American Airlines is making money again and beating expectations after its merger with US Airways.
The company posted earnings of $480 million Thursday, a record for the first quarter, which is usually the weakest three-month period for airlines during the year. As separate airlines, American and US Airways lost $297 million a year earlier.
The profit was helped by the sale of takeoff and landing slots at Washington’s Reagan National Airport. American and US Airways agreed to sell the slots to settle a government antitrust lawsuit that threatened to block the merger.
Excluding that sale and other items, the combined airline would have earned $402 million, or 54 cents per share, topping analyst projections for 48 cents per share.
Revenue rose 5.6 percent to $10 billion. Analysts expected $10.02 billion, according to a FactSet survey.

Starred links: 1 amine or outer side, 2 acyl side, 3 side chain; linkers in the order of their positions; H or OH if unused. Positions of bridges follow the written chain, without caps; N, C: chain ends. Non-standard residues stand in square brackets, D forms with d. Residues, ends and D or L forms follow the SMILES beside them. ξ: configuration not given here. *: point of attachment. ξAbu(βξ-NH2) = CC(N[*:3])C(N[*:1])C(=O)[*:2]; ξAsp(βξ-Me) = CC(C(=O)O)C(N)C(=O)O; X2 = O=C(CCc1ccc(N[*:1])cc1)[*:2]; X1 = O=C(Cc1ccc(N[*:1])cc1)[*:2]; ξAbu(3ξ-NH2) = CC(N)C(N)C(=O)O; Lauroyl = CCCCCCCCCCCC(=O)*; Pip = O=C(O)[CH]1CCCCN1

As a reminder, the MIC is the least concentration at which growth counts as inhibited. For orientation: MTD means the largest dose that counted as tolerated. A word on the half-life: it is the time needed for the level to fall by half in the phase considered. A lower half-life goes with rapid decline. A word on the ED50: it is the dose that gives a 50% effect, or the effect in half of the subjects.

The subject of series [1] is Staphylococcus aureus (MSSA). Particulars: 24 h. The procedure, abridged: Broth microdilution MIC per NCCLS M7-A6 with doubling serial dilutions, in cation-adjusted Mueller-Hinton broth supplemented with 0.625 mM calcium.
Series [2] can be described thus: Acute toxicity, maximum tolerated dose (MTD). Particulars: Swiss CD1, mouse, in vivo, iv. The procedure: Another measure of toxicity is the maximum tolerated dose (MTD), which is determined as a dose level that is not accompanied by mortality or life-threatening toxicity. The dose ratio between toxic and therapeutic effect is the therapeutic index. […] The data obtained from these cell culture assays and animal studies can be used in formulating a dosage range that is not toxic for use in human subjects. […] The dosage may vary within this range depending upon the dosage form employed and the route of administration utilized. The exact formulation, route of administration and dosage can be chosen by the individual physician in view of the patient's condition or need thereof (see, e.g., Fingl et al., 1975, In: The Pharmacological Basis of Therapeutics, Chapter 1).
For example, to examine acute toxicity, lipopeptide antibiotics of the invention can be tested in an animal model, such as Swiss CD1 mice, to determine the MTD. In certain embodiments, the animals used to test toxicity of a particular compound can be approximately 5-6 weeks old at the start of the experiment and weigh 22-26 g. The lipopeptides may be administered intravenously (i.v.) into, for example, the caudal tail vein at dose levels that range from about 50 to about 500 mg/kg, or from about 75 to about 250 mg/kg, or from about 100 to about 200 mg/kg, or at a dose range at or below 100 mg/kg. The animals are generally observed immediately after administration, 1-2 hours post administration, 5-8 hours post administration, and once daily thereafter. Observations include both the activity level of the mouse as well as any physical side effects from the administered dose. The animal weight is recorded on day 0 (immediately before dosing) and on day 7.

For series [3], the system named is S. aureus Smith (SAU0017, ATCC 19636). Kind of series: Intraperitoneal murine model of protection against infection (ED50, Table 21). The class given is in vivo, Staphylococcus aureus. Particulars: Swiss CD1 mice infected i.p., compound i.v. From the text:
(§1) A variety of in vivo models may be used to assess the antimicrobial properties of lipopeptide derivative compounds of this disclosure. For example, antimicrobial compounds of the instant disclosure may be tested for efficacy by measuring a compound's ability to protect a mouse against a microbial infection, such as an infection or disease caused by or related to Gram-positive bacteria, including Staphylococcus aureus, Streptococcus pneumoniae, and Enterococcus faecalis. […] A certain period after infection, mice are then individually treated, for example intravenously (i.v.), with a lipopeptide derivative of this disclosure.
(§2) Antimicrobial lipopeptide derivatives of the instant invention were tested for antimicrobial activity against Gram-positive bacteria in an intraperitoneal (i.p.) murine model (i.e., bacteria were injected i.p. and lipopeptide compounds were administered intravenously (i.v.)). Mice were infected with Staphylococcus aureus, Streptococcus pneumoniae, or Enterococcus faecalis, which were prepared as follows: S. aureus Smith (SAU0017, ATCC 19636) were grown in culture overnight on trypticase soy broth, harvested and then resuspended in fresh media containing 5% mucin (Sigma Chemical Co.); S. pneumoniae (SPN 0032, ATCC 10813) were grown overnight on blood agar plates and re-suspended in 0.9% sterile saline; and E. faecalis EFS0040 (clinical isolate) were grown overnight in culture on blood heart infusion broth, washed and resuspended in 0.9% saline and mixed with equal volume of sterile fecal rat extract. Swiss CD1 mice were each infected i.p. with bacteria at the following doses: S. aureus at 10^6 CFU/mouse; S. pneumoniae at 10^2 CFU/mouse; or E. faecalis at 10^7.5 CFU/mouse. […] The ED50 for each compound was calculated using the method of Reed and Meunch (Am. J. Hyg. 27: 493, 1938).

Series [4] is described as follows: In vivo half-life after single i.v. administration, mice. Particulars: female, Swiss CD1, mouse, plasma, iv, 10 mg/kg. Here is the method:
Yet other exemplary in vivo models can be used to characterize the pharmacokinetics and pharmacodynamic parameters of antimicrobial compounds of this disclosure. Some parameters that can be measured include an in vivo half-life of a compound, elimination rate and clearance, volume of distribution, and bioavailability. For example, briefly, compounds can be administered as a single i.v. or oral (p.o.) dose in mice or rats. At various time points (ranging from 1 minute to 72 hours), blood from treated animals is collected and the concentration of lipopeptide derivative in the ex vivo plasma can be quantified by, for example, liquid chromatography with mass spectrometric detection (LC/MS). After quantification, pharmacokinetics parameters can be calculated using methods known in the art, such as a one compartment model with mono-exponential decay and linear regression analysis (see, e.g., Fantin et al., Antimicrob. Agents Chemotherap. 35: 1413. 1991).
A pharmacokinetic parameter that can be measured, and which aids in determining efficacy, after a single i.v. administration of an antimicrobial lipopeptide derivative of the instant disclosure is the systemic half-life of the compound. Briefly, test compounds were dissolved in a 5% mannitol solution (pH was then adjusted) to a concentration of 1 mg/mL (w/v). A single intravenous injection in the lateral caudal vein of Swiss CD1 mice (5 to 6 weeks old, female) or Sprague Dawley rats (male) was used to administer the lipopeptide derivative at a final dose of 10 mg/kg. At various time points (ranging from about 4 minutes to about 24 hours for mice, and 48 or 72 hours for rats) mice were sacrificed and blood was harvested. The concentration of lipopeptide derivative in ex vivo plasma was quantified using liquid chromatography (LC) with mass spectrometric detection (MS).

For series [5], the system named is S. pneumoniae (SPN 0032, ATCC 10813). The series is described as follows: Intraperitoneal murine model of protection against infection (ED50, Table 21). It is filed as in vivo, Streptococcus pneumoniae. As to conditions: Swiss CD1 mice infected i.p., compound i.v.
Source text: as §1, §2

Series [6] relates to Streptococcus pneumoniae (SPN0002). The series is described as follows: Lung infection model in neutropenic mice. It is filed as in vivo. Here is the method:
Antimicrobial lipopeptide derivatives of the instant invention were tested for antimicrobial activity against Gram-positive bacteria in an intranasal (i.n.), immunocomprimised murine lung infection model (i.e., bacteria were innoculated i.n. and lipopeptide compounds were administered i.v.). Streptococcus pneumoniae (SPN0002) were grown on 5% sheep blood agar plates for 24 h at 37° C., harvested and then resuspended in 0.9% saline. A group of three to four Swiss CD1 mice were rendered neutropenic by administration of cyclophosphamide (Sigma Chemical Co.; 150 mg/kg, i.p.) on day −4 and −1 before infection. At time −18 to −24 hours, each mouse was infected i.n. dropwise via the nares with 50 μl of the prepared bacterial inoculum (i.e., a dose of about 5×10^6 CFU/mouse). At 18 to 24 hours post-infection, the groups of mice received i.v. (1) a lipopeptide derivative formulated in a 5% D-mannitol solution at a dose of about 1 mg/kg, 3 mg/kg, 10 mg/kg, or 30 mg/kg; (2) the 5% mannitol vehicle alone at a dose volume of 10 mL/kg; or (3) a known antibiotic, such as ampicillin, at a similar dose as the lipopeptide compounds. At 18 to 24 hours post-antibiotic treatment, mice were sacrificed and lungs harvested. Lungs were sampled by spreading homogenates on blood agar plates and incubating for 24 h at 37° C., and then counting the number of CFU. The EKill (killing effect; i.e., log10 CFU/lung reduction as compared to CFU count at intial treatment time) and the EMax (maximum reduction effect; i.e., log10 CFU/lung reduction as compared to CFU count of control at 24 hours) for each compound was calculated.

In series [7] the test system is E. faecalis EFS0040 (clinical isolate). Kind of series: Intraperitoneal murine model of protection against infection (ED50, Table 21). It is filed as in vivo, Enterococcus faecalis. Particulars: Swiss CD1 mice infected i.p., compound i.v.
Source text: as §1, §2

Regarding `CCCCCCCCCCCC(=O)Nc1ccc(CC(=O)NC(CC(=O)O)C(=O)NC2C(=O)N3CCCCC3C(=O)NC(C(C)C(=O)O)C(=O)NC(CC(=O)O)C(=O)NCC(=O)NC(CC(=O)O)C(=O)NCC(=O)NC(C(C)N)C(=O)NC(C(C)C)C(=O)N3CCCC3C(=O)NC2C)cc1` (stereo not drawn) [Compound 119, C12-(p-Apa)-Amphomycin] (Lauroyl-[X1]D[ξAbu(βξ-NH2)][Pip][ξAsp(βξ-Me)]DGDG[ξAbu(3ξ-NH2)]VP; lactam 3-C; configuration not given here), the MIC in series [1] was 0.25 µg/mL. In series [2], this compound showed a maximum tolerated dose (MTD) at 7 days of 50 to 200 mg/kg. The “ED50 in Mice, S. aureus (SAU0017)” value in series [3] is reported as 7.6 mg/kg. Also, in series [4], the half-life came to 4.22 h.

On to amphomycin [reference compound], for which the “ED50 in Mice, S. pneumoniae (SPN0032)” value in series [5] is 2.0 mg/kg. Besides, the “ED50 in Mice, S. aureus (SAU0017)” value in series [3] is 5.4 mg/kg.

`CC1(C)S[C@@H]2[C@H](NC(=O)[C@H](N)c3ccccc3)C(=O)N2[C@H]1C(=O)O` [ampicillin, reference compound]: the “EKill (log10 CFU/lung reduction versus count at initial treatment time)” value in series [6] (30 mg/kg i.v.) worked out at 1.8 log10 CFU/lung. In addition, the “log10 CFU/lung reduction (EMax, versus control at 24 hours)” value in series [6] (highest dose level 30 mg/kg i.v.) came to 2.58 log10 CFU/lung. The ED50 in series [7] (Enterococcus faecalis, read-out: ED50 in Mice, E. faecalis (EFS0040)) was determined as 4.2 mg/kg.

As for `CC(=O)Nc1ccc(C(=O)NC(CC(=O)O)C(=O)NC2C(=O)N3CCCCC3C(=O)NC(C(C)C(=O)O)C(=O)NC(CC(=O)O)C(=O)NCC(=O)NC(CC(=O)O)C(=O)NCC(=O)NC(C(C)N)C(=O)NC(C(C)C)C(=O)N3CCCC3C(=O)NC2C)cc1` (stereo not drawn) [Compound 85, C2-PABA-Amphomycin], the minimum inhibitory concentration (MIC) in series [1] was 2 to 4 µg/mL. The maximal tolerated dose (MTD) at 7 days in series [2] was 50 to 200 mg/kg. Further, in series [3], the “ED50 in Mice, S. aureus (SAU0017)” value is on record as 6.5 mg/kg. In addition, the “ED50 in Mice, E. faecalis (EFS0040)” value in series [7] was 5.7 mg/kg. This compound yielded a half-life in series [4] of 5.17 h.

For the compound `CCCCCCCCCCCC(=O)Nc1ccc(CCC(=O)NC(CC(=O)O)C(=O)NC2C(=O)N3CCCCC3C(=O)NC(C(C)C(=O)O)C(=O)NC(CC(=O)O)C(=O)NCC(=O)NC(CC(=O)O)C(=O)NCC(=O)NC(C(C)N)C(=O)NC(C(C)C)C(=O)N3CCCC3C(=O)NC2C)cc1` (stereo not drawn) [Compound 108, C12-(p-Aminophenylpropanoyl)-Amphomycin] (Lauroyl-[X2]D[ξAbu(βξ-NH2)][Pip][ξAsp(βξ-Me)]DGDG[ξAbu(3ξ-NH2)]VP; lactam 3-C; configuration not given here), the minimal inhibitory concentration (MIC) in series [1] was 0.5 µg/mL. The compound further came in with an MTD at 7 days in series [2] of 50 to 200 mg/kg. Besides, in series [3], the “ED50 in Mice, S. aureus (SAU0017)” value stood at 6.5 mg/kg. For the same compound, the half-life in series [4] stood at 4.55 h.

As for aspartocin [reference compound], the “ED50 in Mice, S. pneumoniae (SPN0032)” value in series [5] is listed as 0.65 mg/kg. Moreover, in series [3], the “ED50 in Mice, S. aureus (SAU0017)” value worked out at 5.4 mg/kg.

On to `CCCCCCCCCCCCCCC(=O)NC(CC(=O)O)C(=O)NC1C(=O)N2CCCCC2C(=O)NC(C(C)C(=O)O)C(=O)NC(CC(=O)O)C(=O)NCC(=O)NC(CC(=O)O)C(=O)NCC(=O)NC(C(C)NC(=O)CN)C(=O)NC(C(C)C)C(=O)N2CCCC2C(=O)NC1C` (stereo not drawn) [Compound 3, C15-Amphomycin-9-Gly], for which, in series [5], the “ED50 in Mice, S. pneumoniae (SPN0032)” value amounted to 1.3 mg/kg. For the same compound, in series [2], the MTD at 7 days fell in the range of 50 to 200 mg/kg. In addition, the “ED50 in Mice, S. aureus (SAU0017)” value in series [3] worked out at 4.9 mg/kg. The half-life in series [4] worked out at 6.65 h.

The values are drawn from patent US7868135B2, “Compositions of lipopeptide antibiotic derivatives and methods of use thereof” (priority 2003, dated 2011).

American Airlines Group Inc., formed by the December merger, is the largest airline in the world. CEO Doug Parker, who previously ran US Airways, said in a message to employees that, “In the entire history of American Airlines, we have never earned $400 million in the first three months of a year, but in the first three months since the merger, we did.”
Shares of the Fort Worth, Texas, company rose closed up 17 cents, or 0.46 percent, at $37.26.
Even with the turbulence of severe winter storms and stubbornly high fuel prices, many of the other major airlines reported strong results.
Mergers have reduced competition and made it easier for the airlines to limit the supply of seats and raise average fares. Extra fees bring in billions more each year.
On Thursday, Southwest Airlines also reported record profits for the first quarter, usually the weakest time of year for the airlines. That followed a rousing report from Delta Air Lines a day earlier.
Still stuck on the tarmac: United Airlines. While rivals were making money, United lost another $609 million during the first three months of the year.
The No. 2 airline company behind American, United Continental Holdings Inc. is struggling to make the 2010 merger of United and Continental work. As costs rise, United is taking in less per mile from passengers – it’s not charging fares high enough to cover expenses.